Commercial farming as I see it…but a temporary blip until the land is used up, the water polluted, the neighbors nauseated, and the air unbreathable. The farmhouse, the concrete, the machinery, and outbuildings become relics of a bygone vibrancy when another family farm moves to the city financial centers for relief…


Commercial agriculture can survive within pluralistic American society, as we know it – if the farm is rebuilt on some of the values with which it is popularly associated: conservation, independence, self-reliance, family, and community. To sustain itself, commercial agriculture will have to reorganize its social and economic structure as well as its technological base and production methods in a way that reinforces these values…


Alright, I will come down off the soapbox now…it seems a long time between posts lately; but with tomatoes and squash coming out of my ears and our youngest to get off to college, days have seemed too short. As I harvest the vegetables, I can’t help but think about something I read awhile ago. A writing by Masanobu Fukuoka, The One-Straw Revolution. In this he wrote,” If each person were given one quarter-acre, that is 1 1/4 acres to a family of five, that would be more than enough land to support the family for the whole year. If natural farming were practiced, a farmer would also have plenty of time for leisure and social activities within the village community. I think this is the most direct path toward making this country a happy, pleasant land.” I can’t help but agree.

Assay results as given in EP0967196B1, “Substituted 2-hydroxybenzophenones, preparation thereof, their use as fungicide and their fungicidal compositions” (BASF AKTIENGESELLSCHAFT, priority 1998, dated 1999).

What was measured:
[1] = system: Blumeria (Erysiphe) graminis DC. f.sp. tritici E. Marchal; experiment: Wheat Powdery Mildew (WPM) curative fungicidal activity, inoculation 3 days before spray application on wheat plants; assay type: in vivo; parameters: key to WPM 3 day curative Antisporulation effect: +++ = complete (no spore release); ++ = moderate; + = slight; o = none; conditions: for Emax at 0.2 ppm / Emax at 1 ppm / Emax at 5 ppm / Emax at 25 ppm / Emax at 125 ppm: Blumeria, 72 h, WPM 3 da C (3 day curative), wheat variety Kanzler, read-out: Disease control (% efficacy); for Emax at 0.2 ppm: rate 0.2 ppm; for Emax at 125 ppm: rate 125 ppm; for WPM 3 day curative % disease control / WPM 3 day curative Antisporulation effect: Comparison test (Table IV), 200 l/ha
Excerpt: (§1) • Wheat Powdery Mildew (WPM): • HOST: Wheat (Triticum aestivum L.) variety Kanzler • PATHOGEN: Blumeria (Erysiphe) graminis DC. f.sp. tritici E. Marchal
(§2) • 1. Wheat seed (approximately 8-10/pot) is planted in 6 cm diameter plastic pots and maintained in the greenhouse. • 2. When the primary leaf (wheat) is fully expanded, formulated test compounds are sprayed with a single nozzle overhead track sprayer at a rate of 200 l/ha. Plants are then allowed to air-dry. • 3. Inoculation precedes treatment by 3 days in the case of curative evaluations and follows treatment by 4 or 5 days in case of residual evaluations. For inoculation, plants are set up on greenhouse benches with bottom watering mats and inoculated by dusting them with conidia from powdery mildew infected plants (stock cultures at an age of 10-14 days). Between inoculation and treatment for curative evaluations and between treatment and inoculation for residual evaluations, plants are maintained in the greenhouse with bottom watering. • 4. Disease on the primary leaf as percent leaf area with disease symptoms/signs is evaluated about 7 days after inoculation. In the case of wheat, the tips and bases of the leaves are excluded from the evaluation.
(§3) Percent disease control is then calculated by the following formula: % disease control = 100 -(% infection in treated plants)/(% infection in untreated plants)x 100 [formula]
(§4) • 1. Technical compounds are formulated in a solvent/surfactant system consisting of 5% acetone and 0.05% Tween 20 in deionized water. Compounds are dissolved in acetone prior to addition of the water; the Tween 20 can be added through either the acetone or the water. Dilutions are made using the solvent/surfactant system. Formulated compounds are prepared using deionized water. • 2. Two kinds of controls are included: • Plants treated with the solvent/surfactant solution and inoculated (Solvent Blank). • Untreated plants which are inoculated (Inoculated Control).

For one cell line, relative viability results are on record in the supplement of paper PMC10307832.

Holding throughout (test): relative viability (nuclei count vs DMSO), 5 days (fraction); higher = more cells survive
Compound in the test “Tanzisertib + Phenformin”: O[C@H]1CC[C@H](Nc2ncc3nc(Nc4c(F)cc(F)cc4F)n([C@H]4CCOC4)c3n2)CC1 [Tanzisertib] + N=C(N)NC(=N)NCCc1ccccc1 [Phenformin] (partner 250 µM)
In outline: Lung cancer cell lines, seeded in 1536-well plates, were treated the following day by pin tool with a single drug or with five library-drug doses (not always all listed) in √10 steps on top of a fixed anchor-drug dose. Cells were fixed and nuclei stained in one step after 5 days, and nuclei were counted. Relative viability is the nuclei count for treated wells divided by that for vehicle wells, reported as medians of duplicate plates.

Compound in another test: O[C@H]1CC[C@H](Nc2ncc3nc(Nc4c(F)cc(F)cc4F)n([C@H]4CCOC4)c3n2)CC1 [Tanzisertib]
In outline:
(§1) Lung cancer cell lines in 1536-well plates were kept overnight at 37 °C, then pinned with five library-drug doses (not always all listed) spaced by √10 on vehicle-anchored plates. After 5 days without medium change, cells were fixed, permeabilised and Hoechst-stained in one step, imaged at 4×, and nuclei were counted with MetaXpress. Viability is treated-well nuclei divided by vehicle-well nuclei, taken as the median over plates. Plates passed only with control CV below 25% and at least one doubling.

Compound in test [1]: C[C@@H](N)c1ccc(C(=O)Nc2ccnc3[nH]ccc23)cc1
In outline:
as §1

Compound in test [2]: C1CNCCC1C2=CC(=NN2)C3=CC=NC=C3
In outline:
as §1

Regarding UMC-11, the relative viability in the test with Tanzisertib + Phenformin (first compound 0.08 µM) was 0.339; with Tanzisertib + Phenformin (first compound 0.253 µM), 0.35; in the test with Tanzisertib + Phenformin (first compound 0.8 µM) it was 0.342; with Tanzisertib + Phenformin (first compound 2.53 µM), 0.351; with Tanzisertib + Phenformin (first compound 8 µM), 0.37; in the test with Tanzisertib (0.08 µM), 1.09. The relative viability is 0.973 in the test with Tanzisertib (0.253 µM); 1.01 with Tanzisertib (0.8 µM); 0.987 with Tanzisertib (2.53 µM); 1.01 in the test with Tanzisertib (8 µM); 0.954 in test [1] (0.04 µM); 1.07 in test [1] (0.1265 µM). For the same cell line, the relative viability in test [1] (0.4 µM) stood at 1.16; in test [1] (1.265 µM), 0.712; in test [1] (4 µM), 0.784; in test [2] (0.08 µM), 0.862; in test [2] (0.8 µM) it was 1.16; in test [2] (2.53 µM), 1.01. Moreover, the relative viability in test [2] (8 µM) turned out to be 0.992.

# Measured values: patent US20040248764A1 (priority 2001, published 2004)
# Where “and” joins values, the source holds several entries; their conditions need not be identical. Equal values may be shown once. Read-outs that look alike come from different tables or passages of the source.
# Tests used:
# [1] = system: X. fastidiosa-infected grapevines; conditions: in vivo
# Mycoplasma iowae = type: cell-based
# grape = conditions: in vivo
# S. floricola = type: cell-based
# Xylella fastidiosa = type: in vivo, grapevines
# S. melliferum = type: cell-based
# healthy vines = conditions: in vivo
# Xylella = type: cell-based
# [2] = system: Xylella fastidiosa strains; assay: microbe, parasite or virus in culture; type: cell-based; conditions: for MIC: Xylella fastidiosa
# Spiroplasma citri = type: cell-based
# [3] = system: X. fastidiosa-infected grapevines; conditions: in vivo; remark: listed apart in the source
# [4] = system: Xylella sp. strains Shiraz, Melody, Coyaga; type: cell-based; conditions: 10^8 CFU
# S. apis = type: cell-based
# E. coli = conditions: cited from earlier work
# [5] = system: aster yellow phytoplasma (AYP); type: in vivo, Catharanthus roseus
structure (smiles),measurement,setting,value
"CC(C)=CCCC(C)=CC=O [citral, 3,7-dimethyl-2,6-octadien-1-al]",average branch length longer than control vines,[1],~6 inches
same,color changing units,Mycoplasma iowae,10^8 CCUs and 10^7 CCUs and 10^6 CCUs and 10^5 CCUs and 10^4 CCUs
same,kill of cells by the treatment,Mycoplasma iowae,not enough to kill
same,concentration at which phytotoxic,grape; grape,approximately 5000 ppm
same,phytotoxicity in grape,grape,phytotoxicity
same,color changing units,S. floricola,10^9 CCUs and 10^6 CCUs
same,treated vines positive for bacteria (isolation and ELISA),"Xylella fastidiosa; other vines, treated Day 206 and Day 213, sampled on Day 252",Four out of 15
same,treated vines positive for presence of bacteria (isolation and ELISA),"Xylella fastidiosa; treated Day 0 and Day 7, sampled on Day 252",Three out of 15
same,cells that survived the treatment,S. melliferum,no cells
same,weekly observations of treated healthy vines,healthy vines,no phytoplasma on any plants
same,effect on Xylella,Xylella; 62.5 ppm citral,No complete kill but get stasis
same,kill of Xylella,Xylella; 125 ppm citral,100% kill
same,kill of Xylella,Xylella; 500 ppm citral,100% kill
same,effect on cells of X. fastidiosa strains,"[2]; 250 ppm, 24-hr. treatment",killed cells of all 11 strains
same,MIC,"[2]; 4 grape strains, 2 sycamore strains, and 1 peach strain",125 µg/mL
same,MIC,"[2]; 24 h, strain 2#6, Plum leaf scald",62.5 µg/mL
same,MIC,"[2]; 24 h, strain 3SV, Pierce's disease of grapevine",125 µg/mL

Be well,
Jess